Currently, the family, as known in our Western countries, is based on the nuclear model. That is a minimal family form, focusing on the father and the mother and their multiple children. This model, whose marriage is the legal representation, is now in disarray. Daniel Dagenais has eloquently demonstrated the fact in his book " La fin de la famille moderne " (The End of the Modern Family) 1 . In "La famille à l'horizon 2020" (The Family by 2020), Marie Pratte suggested the path of a legal union between a brother and a sister or between a child and a sick parent as an alternative to marriage 2 . Although this opens the door to matrilocal family clan organization, why limit the scope to two individuals?
The current setbacks of our families are numerous. Suffice it to raise its disastrous results on two of its most important social responsibilities:
- Population renewal;
- Fulfill children’s primary need for a stable and safe environment from birth to adulthood.
In terms of population renewal, today's modern family performance remains below the minimum threshold since the 1980s for the vast majority, and since 2000 for almost all developed countries 3 . That is serious because, to compensate, our governments undertook very poorly planned immigration policies. A society incapable of self-renewal is seriously ill. And in a sick society, welcoming and integrating immigrants can only be problematic4 .
The debates' bitterness surrounding the various political projects on immigration in Europe and North America has clearly shown the extent of uneasiness concerning this subject within Western populations. There is indeed a growing immigration panic wave building up in Western countries5 . The link between this panic and the fertility decrease does not receive enough public attention6 . Because the use of immigration as a tool to compensate for the drop in the birth rate is undisputable7 . In matriarchies, the extensive and stable matrilocal family clan networks will make migration less necessary. But most importantly, they will be in a much better position to integrate migrants carefully.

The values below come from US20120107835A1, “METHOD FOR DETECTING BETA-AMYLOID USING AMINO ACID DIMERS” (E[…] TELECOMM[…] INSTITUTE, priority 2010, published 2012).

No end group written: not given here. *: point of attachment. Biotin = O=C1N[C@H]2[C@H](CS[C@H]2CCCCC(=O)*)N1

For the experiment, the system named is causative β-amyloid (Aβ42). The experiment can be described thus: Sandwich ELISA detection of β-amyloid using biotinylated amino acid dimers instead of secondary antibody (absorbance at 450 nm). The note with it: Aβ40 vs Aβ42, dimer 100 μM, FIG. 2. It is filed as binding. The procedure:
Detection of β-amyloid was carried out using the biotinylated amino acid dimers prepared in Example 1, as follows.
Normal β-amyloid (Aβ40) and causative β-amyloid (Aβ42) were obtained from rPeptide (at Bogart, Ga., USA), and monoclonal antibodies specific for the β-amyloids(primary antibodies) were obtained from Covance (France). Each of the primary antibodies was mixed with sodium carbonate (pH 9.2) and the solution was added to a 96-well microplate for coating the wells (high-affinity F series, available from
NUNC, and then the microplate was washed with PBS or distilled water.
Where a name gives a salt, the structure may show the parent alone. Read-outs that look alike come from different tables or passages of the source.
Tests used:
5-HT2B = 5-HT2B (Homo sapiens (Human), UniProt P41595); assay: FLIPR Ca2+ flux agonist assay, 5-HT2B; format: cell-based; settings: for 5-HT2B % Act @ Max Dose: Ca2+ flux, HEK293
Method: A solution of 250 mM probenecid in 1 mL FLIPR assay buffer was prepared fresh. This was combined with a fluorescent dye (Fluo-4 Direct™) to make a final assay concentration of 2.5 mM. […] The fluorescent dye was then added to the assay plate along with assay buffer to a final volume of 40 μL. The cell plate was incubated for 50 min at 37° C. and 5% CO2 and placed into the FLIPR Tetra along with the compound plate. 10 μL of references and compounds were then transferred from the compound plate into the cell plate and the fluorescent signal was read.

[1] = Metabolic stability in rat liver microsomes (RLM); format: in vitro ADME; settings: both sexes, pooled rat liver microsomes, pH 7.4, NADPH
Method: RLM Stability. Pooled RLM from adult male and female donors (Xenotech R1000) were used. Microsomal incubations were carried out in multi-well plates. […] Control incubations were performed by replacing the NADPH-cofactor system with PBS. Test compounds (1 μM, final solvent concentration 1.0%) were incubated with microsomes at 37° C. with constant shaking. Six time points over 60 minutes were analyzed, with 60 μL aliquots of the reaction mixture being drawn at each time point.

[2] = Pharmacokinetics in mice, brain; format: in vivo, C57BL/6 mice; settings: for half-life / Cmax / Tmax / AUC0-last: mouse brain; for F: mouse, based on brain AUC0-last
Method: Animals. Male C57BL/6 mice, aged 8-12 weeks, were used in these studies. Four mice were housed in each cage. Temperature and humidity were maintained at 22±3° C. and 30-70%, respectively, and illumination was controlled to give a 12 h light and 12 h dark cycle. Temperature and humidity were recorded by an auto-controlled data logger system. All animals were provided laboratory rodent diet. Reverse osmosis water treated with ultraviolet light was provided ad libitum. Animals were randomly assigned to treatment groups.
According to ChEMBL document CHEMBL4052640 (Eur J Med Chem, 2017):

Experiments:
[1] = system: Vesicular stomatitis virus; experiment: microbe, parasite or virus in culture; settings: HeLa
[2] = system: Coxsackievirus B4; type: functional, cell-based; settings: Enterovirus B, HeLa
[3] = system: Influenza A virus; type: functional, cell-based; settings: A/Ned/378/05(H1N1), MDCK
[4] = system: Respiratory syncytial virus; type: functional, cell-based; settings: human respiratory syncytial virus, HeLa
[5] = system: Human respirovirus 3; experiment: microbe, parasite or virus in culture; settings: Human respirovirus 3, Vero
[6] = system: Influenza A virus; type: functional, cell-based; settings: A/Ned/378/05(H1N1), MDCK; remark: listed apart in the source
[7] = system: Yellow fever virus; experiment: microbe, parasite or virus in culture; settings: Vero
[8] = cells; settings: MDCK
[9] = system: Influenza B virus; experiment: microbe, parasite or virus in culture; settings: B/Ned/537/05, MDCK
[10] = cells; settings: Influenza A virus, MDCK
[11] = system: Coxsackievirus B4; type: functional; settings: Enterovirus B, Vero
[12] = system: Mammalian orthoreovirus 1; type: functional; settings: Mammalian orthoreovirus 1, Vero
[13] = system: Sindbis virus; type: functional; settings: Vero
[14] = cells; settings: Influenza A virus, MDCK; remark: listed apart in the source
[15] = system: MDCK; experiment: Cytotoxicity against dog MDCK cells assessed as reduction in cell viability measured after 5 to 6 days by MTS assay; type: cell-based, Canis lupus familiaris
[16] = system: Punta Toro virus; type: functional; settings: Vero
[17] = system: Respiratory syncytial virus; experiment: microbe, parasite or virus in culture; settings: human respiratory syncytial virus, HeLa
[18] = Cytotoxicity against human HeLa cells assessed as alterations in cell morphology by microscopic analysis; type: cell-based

We already know that fewer young children's parents enter marriage. But the risk estimate of experiencing separation from their parents is 3 to 4 times higher for children of common-law relationship’s parents8 . A growing number of our families today, if not the majority, cannot provide a stable and safe environment for our children. Including too many, even just for the infancy period. It is just unacceptable and dramatic. The distress experienced by families struggling with parents' separation is immense. The impact on children who find themselves amid these tragedies is significant9 . There is no reason for this situation to continue.
Another critical failure of the nuclear family model is that the most dangerous place for women is their own home. That is the terrible conclusion of a United Nations' study10 . According to the study, however, women's risk may vary considerably geographically. But even in a country like Canada, recent rises in reported domestic violence are alarming, notably since it often affects children11 .
Many evoke new contemporary models of the family that are emerging. That is an exciting interpretation that omits a fundamental detail. Almost all families embark on this adventure by settling first according to the nuclear model. The improvised solutions to which families later adhere reflect only the confusion and chaos they end up after separation.
Suppose we omit the legitimate recent openings for same-sex parents. In this case, there is still practically only one model of the family in Western countries: the nuclear family. There is no other model for families settling down. There are only new models for families that are falling apart.
Even though there are several variants in human history, there is practically only one other viable family model: the matrilocal family clan. This model of the family is practiced, for example, by the Mosuo of China for 2000 years. This model guarantees family stability in their land and ensures the high quality of relations between men and women. That is the message that IISD sent us by choosing Mosuo as a model community12 .
What the Mosuos tell us is that sex and family do not go along. Our young families' high instability is eloquent proof of this statement.13 Matriarchies' experience shows that sexual relations should not belong to the family domain.14 That is a radical change from the Western world's traditional nuclear model. But it is a model with proven viability, which is synonymous with harmonious and equitable relationships between women and men.